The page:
But, Queen, such squalid undress none should see, Those dream-endangering eyewounds no more be Where lovers first behold thy form in pilgrimage to thee.
Written by James Wright | Create an image from this poem

A Winter Daybreak Above Vence

 The night's drifts
Pile up below me and behind my back,
Slide down the hill, rise again, and build
Eerie little dunes on the roof of the house.
In the valley below me, Miles between me and the town of St.
-Jeannet, The road lamps glow.
They are so cold, they might as well be dark.
Trucks and cars Cough and drone down there between the golden Coffins of greenhouses, the startled squawk Of a rooster claws heavily across A grove, and drowns.
The gumming snarl of some grouchy dog sounds, And a man bitterly shifts his broken gears.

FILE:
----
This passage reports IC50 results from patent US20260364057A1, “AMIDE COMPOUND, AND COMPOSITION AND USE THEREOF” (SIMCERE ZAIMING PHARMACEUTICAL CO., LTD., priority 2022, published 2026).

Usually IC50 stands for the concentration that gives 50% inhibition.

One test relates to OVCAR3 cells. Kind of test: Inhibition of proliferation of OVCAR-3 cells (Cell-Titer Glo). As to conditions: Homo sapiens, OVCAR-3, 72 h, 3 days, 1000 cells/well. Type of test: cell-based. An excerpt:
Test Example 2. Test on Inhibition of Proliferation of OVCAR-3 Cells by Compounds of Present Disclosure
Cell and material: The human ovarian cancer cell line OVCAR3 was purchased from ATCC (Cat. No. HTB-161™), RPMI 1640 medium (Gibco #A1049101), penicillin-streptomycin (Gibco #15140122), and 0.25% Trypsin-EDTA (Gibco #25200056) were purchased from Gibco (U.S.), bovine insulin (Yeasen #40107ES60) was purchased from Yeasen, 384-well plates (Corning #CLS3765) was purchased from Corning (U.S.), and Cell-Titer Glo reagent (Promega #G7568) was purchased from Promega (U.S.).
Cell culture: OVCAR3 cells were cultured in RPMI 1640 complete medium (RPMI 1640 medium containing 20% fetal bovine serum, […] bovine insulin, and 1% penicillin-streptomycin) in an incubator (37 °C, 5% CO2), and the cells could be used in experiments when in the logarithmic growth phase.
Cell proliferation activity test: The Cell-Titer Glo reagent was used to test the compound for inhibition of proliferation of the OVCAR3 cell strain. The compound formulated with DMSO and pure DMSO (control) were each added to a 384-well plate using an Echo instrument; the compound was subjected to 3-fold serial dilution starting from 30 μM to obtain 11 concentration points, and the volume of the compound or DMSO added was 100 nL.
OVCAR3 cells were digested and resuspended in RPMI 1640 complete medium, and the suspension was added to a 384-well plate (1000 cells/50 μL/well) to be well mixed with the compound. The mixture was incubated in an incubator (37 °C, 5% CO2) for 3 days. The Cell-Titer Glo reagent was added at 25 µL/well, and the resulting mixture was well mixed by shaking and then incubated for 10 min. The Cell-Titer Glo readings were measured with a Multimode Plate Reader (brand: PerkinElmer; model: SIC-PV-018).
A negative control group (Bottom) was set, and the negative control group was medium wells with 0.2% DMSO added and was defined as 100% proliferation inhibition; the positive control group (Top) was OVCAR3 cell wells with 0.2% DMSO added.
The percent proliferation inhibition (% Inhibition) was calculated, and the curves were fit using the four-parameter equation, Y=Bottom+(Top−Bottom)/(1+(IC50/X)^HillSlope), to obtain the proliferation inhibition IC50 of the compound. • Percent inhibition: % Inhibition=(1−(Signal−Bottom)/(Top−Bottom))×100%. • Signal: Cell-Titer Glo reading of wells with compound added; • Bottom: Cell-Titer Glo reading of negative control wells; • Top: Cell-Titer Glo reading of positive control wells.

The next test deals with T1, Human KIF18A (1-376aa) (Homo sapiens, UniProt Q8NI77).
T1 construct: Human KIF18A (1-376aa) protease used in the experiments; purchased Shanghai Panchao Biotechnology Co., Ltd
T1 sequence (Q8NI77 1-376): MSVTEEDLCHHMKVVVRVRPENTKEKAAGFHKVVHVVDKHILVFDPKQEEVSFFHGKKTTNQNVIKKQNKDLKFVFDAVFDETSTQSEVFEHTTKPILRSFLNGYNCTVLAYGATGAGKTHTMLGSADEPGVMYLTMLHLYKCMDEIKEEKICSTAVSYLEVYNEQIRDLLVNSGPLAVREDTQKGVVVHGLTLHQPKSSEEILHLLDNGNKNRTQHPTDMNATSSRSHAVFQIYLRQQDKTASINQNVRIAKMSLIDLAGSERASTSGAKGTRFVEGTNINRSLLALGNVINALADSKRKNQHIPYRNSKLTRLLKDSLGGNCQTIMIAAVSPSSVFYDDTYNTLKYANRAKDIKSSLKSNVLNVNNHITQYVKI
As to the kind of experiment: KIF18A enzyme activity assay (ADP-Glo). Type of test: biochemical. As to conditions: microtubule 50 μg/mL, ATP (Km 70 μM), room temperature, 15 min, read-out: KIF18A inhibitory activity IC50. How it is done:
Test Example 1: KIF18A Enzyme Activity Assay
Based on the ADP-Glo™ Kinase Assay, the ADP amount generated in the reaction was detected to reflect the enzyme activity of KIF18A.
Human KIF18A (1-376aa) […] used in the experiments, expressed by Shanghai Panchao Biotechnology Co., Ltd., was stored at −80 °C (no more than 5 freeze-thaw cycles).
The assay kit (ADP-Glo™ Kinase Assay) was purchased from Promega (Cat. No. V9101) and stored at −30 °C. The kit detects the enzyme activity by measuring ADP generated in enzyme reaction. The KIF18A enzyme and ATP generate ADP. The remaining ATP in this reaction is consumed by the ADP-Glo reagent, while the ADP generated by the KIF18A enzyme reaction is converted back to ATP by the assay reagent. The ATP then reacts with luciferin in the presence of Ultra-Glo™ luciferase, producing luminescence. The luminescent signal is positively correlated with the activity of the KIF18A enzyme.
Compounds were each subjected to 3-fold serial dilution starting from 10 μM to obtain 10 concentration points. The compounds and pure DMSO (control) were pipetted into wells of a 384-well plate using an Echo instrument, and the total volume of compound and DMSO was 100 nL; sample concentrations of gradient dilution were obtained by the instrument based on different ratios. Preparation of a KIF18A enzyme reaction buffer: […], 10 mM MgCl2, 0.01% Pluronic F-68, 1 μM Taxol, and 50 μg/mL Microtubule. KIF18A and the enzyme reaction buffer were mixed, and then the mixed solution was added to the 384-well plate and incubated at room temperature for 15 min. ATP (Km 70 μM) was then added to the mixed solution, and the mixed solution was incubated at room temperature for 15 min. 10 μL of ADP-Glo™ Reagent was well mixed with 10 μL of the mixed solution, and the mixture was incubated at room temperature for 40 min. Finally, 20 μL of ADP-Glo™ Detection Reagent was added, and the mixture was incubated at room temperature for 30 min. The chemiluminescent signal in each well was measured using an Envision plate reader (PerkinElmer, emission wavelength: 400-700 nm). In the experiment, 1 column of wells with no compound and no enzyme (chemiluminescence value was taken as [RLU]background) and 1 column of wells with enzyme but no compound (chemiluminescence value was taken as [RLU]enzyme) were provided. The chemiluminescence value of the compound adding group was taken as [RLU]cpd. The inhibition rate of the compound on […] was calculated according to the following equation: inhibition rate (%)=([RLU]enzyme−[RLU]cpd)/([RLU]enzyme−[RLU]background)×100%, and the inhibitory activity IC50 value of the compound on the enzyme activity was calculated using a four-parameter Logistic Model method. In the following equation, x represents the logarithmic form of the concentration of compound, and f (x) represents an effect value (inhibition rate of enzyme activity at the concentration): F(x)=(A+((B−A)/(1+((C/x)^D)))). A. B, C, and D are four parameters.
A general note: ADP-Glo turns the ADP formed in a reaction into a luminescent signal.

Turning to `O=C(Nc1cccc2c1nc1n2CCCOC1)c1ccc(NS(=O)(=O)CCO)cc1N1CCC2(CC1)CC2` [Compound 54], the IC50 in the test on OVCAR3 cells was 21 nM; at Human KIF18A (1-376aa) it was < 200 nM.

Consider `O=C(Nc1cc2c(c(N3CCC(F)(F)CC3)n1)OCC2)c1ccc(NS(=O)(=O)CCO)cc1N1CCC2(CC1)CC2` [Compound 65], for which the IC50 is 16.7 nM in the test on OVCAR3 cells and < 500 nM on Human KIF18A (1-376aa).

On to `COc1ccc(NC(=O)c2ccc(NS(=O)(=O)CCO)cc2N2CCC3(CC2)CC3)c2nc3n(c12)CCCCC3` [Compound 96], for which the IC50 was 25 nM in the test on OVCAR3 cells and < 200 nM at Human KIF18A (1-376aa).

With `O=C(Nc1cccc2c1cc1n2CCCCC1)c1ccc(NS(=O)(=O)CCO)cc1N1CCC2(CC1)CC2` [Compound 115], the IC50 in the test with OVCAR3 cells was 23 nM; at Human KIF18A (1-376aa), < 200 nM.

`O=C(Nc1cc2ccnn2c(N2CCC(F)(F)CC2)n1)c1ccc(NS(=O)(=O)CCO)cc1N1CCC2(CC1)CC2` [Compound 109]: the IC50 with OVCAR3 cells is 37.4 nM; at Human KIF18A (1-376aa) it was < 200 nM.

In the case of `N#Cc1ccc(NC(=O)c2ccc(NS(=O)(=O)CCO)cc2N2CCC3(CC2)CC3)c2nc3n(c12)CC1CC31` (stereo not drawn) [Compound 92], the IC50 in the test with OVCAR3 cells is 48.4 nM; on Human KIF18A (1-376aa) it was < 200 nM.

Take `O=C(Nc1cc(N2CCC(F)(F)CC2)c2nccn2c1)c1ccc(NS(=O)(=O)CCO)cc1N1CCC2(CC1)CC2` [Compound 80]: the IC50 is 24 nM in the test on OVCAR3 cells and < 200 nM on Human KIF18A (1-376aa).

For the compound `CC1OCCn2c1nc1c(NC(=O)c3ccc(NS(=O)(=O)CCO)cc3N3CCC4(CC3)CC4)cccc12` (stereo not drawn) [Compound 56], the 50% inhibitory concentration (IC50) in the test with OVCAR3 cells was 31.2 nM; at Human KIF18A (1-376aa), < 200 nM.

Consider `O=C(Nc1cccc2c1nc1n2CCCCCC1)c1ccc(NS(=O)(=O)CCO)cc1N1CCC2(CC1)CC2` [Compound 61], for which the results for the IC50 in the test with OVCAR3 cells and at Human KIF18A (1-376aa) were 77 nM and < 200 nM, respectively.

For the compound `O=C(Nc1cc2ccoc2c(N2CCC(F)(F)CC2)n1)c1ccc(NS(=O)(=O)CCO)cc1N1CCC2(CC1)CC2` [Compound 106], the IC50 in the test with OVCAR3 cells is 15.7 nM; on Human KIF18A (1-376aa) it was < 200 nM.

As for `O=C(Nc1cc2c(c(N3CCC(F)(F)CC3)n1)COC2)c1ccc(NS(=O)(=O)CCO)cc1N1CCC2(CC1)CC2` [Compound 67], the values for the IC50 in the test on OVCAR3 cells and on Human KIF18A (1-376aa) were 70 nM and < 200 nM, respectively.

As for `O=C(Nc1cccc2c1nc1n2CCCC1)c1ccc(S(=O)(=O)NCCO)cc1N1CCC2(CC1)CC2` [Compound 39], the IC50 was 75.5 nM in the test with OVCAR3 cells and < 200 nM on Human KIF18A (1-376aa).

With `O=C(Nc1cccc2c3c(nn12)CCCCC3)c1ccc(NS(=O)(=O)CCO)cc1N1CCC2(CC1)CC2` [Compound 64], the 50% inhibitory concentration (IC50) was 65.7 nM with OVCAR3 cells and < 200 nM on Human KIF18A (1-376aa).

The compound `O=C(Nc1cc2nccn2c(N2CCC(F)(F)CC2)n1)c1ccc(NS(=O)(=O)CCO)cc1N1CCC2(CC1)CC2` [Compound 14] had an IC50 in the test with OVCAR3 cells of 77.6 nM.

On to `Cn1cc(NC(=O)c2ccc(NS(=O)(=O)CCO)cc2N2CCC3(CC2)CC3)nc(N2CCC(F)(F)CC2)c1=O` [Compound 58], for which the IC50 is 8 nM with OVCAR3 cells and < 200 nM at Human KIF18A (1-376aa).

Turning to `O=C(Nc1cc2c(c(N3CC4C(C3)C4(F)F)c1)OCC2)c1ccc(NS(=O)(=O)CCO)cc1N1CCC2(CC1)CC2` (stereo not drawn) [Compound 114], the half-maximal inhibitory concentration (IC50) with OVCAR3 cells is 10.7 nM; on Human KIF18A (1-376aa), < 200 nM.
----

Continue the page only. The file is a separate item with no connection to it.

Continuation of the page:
True night still hangs on, Mist cluttered with a racket of its own.
Now on the mountainside, A little way downhill among turning rucks, A square takes form in the side of a dim wall.
I hear a bucket rattle or something, tinny, No other stirring behind the dim face Of the goatherd's house.
I imagine His goats are still sleeping, dreaming Of the fresh roses Beyond the walls of the greenhouse below them.
And of lettuce leaves opening in Tunisia.
I turn, and somehow Impossibly hovering in the air over everything, The Mediterranean, nearer to the moon Than this mountain is, Shines.
A voice clearly Tells me to snap out of it.
Galway Mutters out of the house and up the stone stairs To start the motor.
The moon and the stars Suddenly flicker out, and the whole mountain Appears, pale as a shell.
Look, the sea has not fallen and broken Our heads.
How can I feel so warm Here in the dead center of January? I can Scarcely believe it, and yet I have to, this is The only life I have.
I get up from the stone.
My body mumbles something unseemly And follows me.
Now we are all sitting here strangely On top of sunlight.